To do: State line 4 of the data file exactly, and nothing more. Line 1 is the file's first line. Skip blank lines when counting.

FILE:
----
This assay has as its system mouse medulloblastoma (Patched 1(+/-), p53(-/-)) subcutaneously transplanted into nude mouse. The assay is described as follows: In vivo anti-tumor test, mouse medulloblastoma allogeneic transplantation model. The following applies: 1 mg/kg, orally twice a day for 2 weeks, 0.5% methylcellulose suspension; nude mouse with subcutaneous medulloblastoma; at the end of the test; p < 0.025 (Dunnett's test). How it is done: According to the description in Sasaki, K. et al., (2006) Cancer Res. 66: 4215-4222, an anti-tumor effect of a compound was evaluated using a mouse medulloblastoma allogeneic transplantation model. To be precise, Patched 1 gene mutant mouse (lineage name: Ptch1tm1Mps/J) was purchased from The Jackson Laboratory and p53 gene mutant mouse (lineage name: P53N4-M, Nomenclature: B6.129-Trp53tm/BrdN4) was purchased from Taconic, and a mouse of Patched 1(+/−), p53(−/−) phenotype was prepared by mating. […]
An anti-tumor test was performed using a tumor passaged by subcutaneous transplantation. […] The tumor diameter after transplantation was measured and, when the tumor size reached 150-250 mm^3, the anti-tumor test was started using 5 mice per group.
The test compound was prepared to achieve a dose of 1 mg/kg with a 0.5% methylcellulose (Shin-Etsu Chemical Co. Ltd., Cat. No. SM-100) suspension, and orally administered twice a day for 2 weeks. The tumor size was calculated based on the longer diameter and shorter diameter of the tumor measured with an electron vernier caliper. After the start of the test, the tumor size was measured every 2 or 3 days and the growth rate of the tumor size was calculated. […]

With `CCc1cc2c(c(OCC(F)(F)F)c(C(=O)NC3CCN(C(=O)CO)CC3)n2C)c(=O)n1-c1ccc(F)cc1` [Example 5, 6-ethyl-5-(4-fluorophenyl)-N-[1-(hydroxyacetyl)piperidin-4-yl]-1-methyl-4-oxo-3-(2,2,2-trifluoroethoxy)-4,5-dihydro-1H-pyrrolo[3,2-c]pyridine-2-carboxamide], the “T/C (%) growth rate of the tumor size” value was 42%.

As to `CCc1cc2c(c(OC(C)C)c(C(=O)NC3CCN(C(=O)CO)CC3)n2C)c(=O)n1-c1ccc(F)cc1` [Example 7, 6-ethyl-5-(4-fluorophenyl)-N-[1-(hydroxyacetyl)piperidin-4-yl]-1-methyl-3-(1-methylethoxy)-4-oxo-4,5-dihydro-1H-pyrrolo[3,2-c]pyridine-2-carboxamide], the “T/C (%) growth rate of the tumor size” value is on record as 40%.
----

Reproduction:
With `CCc1cc2c(c(OCC(F)(F)F)c(C(=O)NC3CCN(C(=O)CO)CC3)n2C)c(=O)n1-c1ccc(F)cc1` [Example 5, 6-ethyl-5-(4-fluorophenyl)-N-[1-(hydroxyacetyl)piperidin-4-yl]-1-methyl-4-oxo-3-(2,2,2-trifluoroethoxy)-4,5-dihydro-1H-pyrrolo[3,2-c]pyridine-2-carboxamide], the “T/C (%) growth rate of the tumor size” value was 42%.